Zachary Quinto, previously known for taking on the role of Spock in J.J. Abrams’ rebooted Star Trek franchise, is following the footsteps of Leonard Nimoy once again. He is In Search of… something unusual.

 Originally narrated by Rod Serling and later hosted by Nimoy from 1977 to 1982 (and briefly hosted by The X-Files‘ Mitch Pileggi in 2002), the rebooted TV series, In Search of, starring Quinto, looks at mysterious phenomena and explores the unexplained.

The pilot, “Aliens,” feels right at home, airing on History Channel after Ancient Aliens. This first episode jumps directly into the storyline, without much of an introduction to the series or to Quinto’s overall hopes for the show. He’s more of an investigator/narrator than a host in this docuseries, hoping to uncover the truth behind the unknown. Quinto searches for extra-terrestrial life with the GBT (Green Bank Telescope, also known as the Great Big Thing): At 16 million pounds, with a reflector that’s 2.3 acres wide (which could fit two football stadiums inside it), it’s the largest radio telescope in the world.

With the U.S. government proving real-life X-Files cases have actually taken place, it was interesting to see scientists investigate items that allegedly arrived from another planet. Unfortunately, the episode felt like it was simply trying to disprove the possibility of life from outside our planet.

I really enjoyed the third episode, “Monsters of the Deep,” which explored unusual real-life sea creatures. Appearing in the episode were a scientist, a biologist and a cryptozoologist, who all discuss underwater predators, along with the unknown that might lie beneath the surface. The DNA test results of a newly discovered fish were shown and ocean-swimming, flesh-eating amphipods were discussed, although the crew could not recreate the viscious attacks allotted to these generally unseen creatures.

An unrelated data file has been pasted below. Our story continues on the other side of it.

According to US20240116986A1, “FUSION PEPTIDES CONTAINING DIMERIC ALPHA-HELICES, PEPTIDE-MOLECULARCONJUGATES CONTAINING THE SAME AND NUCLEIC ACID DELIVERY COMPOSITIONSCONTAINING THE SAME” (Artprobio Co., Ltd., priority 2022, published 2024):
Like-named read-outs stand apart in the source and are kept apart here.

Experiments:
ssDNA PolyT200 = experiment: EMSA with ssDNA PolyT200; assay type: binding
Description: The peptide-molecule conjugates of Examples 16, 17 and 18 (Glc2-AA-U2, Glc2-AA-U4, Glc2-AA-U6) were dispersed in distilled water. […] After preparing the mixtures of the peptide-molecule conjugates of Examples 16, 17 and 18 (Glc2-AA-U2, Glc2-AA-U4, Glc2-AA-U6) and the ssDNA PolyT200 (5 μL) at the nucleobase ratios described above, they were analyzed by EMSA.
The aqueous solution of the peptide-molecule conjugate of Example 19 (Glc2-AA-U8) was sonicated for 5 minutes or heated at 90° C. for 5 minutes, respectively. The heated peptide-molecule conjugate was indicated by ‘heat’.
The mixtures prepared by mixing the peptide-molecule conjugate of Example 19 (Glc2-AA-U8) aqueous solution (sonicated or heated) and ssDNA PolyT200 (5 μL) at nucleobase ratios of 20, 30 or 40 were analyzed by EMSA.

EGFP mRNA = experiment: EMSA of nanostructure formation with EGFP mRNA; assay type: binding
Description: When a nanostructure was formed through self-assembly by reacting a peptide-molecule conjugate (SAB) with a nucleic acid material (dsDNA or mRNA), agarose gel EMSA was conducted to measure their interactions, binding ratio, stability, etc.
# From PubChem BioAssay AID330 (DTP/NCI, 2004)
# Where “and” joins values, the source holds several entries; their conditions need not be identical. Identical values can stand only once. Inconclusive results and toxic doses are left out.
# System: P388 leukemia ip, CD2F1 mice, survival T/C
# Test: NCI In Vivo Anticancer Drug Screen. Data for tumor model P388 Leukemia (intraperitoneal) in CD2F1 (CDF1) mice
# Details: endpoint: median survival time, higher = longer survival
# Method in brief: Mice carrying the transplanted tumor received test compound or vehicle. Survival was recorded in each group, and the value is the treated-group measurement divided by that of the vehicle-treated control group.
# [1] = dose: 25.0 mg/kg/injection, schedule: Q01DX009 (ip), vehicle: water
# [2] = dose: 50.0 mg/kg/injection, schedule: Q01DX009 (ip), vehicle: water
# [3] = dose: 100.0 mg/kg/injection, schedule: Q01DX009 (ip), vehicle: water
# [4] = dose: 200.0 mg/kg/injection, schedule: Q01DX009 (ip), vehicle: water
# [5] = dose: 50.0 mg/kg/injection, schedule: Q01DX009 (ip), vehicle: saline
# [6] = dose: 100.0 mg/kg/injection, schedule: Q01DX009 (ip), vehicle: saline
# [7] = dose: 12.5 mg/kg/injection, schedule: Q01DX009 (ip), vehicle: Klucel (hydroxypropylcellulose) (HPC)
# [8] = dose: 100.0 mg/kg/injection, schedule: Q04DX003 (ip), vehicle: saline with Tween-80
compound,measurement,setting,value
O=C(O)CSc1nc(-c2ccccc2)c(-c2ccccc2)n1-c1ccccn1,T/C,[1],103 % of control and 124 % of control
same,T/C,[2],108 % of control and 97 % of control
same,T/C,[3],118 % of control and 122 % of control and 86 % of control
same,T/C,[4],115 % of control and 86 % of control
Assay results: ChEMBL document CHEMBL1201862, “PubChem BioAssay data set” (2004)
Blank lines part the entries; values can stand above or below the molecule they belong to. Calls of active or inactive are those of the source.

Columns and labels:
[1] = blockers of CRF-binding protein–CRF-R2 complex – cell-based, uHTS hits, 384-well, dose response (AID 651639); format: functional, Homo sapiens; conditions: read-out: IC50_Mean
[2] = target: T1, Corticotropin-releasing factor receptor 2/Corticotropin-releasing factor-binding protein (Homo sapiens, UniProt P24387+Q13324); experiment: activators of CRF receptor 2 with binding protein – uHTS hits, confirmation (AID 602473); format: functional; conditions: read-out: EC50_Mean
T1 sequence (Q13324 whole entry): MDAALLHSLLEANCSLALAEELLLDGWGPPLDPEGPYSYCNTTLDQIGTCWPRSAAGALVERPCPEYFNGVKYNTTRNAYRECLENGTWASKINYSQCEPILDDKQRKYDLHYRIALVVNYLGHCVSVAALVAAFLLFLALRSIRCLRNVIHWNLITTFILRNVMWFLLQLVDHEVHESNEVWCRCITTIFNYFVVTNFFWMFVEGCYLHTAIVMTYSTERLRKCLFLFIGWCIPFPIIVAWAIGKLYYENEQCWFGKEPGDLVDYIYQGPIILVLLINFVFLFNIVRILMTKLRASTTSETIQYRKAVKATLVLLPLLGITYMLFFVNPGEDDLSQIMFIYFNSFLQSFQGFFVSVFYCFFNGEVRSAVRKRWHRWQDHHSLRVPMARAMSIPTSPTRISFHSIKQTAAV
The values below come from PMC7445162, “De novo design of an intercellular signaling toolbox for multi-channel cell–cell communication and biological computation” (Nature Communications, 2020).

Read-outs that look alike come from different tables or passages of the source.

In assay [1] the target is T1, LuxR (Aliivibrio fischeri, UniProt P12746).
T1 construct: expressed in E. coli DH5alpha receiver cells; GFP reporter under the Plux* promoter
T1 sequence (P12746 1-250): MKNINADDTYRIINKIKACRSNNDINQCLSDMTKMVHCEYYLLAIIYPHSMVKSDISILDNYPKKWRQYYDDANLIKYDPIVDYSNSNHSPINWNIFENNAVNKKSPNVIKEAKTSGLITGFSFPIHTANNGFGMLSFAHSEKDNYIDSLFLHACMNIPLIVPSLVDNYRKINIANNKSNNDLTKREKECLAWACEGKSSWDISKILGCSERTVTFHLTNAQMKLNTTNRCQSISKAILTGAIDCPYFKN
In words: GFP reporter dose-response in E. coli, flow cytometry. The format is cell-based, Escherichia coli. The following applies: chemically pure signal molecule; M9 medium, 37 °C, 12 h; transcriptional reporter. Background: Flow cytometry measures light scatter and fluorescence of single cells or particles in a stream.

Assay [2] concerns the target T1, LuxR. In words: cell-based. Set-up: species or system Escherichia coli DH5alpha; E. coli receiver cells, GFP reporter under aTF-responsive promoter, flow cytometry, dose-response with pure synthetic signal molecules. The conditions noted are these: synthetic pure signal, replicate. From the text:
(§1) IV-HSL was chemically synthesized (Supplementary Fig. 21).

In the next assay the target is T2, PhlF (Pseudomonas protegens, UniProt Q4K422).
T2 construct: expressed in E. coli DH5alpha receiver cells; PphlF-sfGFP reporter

“Artificial Intelligence” explored the advanced technology that allows robots to communicate and instantly teach other machines how to perform multiple tasks, as well as drone technology of the future and robots with a hive mentality. The best part was seeing a battle royal among the a.i. as if it was an episode of BattleBots. This episode was much more dry and less interesting than the previous ones. In fact, I totally skipped the second episode all together, as I was uninterested in tales of superhuman events. With hit-or-miss featured topics, Quinto doesn’t really bring much interest to the table to overcome the slower segments.

Documentary series like this feel like they used to air more often back in the dark days before the World Wide Web and now feel somewhat antiquated, although still important in the grand scheme of information and entertainment. Shows like Unsolved Mysteries, Sightings and even Ripley’s Believe It Or Not all offered interesting infotainment just a little more unusual that the other. With some time, perhaps this version of In Search of will eventually find its footing and eventually it’ll stand uniquely tall.